Drones Begin To Deliver On Their Potential For The Oil And Gas Sector
Despite recent bad press following the flight disruption at London’s Gatwick Airport Unmanned Aerial Platforms, or drones as they are more commonly called, have a vital role to play in industry. The use of drones, in the oil and gas industry, is growing and the technology is ready to take off in a big way. It offers benefits to oil and gas operations in a numerous ways— safe and efficient maintenance and inspections among them—but the data that UAS technology provides is transforming the industry.
“Oil and gas companies will continue to explore new technologies and digitize their operations, especially as crude prices have fallen in recent months,” Renner Vaughn, Cape's director of oil and gas, explains. “Remote vehicles, including UAVs and underwater ROVs, will be operationalized, as enterprises get beyond the testing phases and begin to realize the safety advantages, the time saved on asset inspections and the situational awareness that live aerial video can provide.”
One of the most significant benefits of drones in the field to date has been their ability to improve safety in the field. As tools used to support and enhance emergency response and recovery, drones can provide live situational awareness during fires, spills, and other emergencies. Additionally, drones are enabling companies to safely and efficiently assess, monitor, and manage assets. This includes conducting routine inspections and providing real-time visibility into systems and sites that were once a challenge to view, fix, and maintain.
“With the ability to remotely pilot drones from anywhere in the world, whether onshore or off, operators can much more easily and quickly inspect well sites, pipelines, storage tanks, and offshore platforms, giving the right experts all the benefits of a first-person viewpoint, without the safety risks or time and cost required to manually traveling onsite,” Vaughn explains. “For example, operators can deploy drones to get visibility on an alarm situation before sending a field operator out, helping them to more quickly get eyes on the situation while also keeping personnel out of a potentially dangerous situation.
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“Additionally, the remote visibility offered through the drones can slash the costs of managing large-scale facility builds, minimizing timelines for approvals and drastically reducing costs previously required for travel, ensuring time, resources, and personnel are dedicated to more impactful areas of work.”
Drones provide a new and unmatched level of visibility and accessibility, both for operators in the field and for offsite experts around the world. Traditionally, visibility around oil and gas sites required manual, cost-and time-intensive, and inefficient methods. From lease operators physically driving out to inspect well sites, to deploying a helicopter to offshore platforms, inspections came with heavy resource requirements and often steep safety risks.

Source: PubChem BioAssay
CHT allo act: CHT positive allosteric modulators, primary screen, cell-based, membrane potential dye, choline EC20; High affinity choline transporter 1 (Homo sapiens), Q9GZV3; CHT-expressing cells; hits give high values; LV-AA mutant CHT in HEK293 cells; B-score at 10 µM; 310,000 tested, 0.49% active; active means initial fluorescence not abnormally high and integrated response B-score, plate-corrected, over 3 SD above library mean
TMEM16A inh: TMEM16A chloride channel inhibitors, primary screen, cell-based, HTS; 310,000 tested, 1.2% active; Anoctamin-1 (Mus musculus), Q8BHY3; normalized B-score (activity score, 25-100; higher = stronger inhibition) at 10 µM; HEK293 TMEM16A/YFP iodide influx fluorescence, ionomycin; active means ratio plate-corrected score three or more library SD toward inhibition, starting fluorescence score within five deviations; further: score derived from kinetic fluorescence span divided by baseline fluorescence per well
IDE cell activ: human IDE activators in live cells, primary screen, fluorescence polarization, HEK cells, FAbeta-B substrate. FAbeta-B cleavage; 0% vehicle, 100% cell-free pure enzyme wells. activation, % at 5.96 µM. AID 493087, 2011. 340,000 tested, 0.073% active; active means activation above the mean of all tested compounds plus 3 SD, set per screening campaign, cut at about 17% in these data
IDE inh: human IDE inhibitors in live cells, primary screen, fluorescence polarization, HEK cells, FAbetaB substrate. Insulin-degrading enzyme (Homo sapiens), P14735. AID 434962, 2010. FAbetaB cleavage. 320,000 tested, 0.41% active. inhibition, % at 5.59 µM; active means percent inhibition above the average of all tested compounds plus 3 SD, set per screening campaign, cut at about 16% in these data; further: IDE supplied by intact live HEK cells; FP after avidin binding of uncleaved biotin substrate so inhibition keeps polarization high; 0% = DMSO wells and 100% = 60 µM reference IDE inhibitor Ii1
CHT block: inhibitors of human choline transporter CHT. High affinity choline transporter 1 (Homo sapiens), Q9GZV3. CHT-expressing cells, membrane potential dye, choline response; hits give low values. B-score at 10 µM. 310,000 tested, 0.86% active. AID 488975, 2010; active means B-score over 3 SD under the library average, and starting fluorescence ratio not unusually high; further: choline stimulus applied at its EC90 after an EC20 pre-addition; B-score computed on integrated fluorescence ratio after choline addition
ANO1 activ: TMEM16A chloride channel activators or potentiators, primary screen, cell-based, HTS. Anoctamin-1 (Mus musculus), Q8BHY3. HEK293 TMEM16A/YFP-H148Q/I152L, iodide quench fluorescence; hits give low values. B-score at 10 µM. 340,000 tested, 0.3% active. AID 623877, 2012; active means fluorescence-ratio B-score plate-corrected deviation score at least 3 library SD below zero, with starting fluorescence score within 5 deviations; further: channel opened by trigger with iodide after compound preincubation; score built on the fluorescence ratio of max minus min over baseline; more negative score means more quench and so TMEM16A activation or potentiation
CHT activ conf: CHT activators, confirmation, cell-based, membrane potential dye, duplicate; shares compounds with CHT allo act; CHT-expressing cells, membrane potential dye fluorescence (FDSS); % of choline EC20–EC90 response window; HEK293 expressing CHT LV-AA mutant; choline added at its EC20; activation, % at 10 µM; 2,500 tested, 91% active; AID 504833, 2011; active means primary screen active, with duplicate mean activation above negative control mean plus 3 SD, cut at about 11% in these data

“Drones enable operators and experts to get complete, up-close, and real-time visualization into assets from anywhere in the world, for a fraction of the cost of traditional methods, and without the physical constraints or budget constraints,” Vaughn adds. “Additionally, access to real-time data and video footage allows subject matter experts to instantly assess assets in need of repair, without having to wait until post-inspection.
Today, drones can be fitted with several payloads that enable faster and more accurate decisions for organizations across industries. From software like the Cape Aerial Telepresence that allows for easy remote operation of the drone from anywhere in the world and the ability to live stream the video to up to 50 credentialed users, to the use of thermal sensors and cameras to detect tank levels or potential issues, drones are unlocking a new level of information and insight never possible.
“The realm of possibilities for drone integration in oil in gas is quite literally sky high,” Vaughn concludes. “Widespread adoption of commercial drones, whether onshore or off, will require solutions that are both safe and easy to use,” Vaughn concludes. “In the future, we’ll see a focus on integrations to further enhance the capabilities of drones. From gas detection sensors and advanced thermal imaging to autonomous flights, additional integrations and payloads will exponentially increase the value that drones already offer.
“We’re already applying machine learning and AI capabilities to drones to help detect cues in video feeds, for example, and enable operators to automatically adjust systems based on those cues.”